Anxiety and stress are familiar companions in the world of parenting, especially as a new mom or dad. Certain sounds babies make can lead to concern and moments like these can feel very overwhelming. You wish for nothing more than the security and happiness of your child, but as a new parent, you may feel at a loss of how to provide such things.
While you may wish for it, there is no magical product that will prevent all discomfort your baby may face but there are many products specially designed to help these ailments. Like hiccups! Hiccups are very common with babies - many even get them before they are born (mamas, you know what we’re talking about). Hiccups should cause concern but they can be annoying. Luckily, there are some things you can do to help them.
Are Hiccups Normal?
Hiccups are a natural bodily function. A hiccup is the result of rapid contractions in the diaphragm muscle, which then causes the vocal cords to snap shut, resulting in the hiccup sound. While the persistent sound can alarm some new parents, many babies do not even recognize the disturbance. Many newborns, in fact, will sleep straight through them.
However, while common, hiccups can interfere with feeding and sleep schedules. If your child is experiencing frequent bouts of hiccups, you may want to consult with a pediatrician to determine the best path forward. In most cases, hiccups are a result of reflux, overfeeding or belly distention, which can easily be alleviated by changing how you feed your baby.
Potential Causes of Hiccups in Newborns & Babies
Hiccups can occur for several reasons.
- Inhaling too much air while eating, which can lead to the spasming of the diaphragm.
- Overeating if bottle-fed, causing belly distention and again disrupting the diaphragm.
- Eating too quickly
- Anxiety or stress
What You Can Try to Prevent Hiccups
There are many things you can try in order to prevent hiccups, such as working on baby’s latch and burping them after every feeding. Whether you nurse or bottle-feed, a baby needs to latch onto the nipple securely. If they are not correctly positioned or do not take the bottle or nipple well, too much air could get in. Too much air will result in hiccups. To prevent air intake, you want your baby's lips sealed around the areola or bottle nipple. If using a bottle, you want to ensure the hole is not too big or too small, as either can result in hiccups.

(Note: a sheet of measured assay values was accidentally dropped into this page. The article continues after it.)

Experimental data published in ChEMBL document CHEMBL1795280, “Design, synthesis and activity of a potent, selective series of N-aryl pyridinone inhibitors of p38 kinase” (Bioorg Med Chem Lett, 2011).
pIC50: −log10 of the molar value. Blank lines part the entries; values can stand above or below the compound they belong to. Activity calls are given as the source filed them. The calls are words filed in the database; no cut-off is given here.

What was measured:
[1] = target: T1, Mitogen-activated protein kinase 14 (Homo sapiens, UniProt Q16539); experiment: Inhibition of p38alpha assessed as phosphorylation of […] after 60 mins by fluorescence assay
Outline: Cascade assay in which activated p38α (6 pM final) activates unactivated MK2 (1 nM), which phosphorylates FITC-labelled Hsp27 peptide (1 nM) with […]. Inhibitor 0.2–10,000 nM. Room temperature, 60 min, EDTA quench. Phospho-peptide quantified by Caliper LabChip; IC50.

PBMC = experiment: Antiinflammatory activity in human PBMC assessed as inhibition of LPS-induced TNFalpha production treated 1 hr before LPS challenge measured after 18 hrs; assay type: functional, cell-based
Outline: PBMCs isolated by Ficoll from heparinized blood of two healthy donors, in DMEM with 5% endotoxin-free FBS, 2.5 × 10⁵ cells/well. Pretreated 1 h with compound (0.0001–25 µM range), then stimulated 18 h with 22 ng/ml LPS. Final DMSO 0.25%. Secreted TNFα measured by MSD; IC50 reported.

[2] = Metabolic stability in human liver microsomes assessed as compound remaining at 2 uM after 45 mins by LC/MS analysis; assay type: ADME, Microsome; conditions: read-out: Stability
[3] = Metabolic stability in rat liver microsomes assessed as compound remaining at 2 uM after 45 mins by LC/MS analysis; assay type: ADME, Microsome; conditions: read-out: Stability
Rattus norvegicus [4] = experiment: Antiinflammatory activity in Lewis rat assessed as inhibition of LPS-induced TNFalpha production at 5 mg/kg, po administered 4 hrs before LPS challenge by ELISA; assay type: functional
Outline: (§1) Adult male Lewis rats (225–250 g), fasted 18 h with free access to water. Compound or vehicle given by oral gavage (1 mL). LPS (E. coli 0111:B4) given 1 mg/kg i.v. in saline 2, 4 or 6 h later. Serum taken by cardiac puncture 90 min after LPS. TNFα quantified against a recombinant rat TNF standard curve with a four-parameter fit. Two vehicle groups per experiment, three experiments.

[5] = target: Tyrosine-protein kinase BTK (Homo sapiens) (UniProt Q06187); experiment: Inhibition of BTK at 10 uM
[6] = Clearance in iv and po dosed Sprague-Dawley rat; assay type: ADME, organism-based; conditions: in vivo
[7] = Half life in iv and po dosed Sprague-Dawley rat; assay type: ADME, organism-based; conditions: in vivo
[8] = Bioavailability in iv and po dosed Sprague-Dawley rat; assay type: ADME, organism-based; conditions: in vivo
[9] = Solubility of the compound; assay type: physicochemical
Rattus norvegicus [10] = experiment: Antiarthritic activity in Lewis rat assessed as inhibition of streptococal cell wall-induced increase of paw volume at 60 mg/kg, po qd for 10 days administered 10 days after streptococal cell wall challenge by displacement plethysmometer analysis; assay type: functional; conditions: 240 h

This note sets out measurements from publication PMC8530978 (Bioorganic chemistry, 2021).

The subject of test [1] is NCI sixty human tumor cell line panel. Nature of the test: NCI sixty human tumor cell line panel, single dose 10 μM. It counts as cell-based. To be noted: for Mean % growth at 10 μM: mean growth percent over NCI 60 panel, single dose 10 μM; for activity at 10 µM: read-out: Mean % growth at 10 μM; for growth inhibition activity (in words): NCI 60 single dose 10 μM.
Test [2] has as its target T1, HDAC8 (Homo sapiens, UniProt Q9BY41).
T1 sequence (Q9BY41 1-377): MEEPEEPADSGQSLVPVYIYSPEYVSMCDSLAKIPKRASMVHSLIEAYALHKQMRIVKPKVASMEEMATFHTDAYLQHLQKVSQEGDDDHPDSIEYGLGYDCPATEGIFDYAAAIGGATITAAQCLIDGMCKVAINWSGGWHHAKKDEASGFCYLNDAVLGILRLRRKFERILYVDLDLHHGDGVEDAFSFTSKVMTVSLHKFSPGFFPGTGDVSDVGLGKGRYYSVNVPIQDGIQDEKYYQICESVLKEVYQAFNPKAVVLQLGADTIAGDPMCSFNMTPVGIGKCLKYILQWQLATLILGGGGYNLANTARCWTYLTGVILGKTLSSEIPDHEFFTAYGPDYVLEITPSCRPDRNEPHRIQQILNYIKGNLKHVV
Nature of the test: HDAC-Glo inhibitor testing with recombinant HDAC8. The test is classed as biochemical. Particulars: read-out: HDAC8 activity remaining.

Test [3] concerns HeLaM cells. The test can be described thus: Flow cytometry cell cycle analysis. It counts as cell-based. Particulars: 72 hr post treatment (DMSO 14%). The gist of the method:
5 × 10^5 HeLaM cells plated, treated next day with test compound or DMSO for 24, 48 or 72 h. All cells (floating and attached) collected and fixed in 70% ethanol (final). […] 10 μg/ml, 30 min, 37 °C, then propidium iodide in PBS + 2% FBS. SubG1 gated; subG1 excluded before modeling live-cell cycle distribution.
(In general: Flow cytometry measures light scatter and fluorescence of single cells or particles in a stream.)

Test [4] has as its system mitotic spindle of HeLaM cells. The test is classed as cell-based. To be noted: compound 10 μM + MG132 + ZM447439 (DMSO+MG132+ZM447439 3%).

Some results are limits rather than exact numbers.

If your baby is bottle-fed, hiccups can occur because a baby is eating too much at each feeding. An excellent way to prevent overfeeding is to space meals throughout the day.
Finally, frequent burping is one of the best methods for preventing hiccups. By relieving any built-up gas, you reduce the pressure on your child's diaphragm muscles.
Tips for Relieving Hiccups
When it comes to relieving hiccups, try nursing, offering a pacifier or giving the baby some gripe water. While it may seem counterintuitive, the act of sucking has a soothing effect for newborns.
Nursing during hiccups can help relax your baby, helping them calm their breathing and, in effect, their diaphragm muscle.
A pacifier will have a similar effect to nursing because it encourages the act of sucking and relaxing. However, you should be watchful, ensuring that your newborn is not sucking in too much air, as that can exacerbate the hiccups.
Finally, if your child has a bout of unrelenting hiccups, you can try offering gripe water. Gripe water is the name for an all-natural water and herb mixture that often combines ginger, fennel, and chamomile to help relieve stomach discomfort from gas, fussiness or hiccups. When trying products like gripe water for your baby, make sure you’re looking for certified-organic products without the use of preservatives, as it is important to use clean products with your baby.
Breastfeeding & Hiccups
Some new mothers worry that breastfeeding may be the cause of their newborn's hiccups, but rest assured that hiccups can occur when bottle-feeding or breastfeeding. The best thing you can do for your child is adjusting the way they eat, taking more breaks, and ensuring adequate latching.